Attorney General Tom Corbett solidified his credentials as the Republican's best hope to capture the governorship in 2010. Despite the Democratic tide, the suburban Pittsburgh Republican won a 365,000 vote margin over his Democratic opponent, Northampton district attorney John Morganelli. Corbett had double the cash and with the help of his superb media consultant, John Brabender (yes, the architect of Rick Santorum's emergence on the political scene beginning in 1990) had the best television ads. Corbett's high profile on the Bonusgate scandal, especially in this region, certainly helped. While Allegheny County was voting for Obama by nearly a hundred thousand votes, Corbett actually carried his home county by 34,000 votes -- not bad for a Republican. What also made a big difference was Corbett's wins in suburban Philadelphia, where he defied the presidential trend by winning Bucks, Chester, and Delaware Counties and only losing Montgomery County by 2,400 votes.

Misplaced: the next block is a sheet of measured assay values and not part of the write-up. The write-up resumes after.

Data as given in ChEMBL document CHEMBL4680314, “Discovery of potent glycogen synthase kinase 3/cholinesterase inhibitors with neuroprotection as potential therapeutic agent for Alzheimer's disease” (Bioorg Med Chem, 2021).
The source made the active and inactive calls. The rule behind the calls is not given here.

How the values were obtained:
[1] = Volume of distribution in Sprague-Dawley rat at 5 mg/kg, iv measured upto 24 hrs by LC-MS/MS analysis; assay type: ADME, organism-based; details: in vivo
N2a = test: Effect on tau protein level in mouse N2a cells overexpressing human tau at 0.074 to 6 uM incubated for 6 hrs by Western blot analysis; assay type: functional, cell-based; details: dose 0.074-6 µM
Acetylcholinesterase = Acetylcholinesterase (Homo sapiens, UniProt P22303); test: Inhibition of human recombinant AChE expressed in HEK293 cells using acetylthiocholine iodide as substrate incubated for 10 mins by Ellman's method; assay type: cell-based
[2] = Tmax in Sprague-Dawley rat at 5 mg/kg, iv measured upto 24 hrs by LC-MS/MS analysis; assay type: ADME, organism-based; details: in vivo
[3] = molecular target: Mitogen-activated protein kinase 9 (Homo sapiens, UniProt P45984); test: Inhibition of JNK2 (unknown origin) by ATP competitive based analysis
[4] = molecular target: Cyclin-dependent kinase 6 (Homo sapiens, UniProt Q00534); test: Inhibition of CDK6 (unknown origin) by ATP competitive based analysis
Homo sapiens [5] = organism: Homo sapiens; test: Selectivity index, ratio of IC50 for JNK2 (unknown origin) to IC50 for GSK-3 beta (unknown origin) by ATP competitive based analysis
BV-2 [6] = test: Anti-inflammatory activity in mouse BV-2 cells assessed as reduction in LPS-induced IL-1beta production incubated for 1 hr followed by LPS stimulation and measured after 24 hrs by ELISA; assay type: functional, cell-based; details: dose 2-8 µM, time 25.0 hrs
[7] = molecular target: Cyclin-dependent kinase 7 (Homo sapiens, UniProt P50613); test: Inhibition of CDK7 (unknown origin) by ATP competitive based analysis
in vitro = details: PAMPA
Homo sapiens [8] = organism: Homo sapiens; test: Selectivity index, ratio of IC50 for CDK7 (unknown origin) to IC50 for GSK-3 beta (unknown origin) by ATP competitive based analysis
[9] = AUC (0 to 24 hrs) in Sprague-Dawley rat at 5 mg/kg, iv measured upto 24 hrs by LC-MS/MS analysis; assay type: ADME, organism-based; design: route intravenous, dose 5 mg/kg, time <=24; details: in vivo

Wagner Positions Himself for the Future:

Auditor General Jack Wagner, a Democrat, swept to a second term, adding to his own bona fides as a potential candidate for either governor or U.S. senator in 2010. It was a landslide for Wagner who defeated Republican gazebo manufacturer Chet Beiler by 1.27 million votes. Wow! Wagner, a generally conservative Democrat, blitzed the state, winning 41 of the state's 67 counties, a remarkable achievement for a Democrat. In fact, it didn’t take Wagner’s press folks to rush out a press release touting his 3.2 million votes as the most received by any PA candidate on the ballot on Tuesday. But it’s not a record. Bob Casey got 3.3 million votes in 2004 when he was reelected state treasurer.

Enter Rob McCord:

The open seat for state Treasurer will be filled by Democrat Rob McCord who beat former Montgomery County commissioner Tom Ellis by 678,000 votes. McCord is a newcomer to the state political scene, but I suspect it won't be long before the well-spoken suburban Philadelphian makes his presence known. One sign that McCord may have some other elective desires is the fact he decided to spend election night in Pittsburgh rather than in his hometown.